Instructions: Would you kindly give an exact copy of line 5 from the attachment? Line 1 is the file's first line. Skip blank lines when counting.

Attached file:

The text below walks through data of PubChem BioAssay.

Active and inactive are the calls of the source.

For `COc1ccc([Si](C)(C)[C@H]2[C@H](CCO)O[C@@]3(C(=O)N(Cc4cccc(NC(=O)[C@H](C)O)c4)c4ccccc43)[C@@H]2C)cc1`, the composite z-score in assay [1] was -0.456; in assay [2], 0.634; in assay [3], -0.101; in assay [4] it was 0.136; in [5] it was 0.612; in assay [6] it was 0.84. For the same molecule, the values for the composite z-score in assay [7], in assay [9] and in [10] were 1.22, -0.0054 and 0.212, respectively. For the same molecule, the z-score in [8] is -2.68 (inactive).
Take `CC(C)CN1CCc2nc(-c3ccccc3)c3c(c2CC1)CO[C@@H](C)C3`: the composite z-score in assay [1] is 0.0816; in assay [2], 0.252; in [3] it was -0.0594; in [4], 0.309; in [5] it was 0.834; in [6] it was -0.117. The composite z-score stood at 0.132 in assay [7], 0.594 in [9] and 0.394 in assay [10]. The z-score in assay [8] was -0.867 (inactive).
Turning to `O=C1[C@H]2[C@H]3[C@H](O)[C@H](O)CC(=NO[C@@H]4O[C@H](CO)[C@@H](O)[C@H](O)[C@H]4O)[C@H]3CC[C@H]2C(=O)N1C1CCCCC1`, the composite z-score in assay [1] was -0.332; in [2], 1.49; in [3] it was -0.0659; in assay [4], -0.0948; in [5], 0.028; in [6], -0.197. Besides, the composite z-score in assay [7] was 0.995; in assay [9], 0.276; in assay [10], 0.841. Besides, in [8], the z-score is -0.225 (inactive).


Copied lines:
Turning to `O=C1[C@H]2[C@H]3[C@H](O)[C@H](O)CC(=NO[C@@H]4O[C@H](CO)[C@@H](O)[C@H](O)[C@H]4O)[C@H]3CC[C@H]2C(=O)N1C1CCCCC1`, the composite z-score in assay [1] was -0.332; in [2], 1.49; in [3] it was -0.0659; in assay [4], -0.0948; in [5], 0.028; in [6], -0.197. Besides, the composite z-score in assay [7] was 0.995; in assay [9], 0.276; in assay [10], 0.841. Besides, in [8], the z-score is -0.225 (inactive).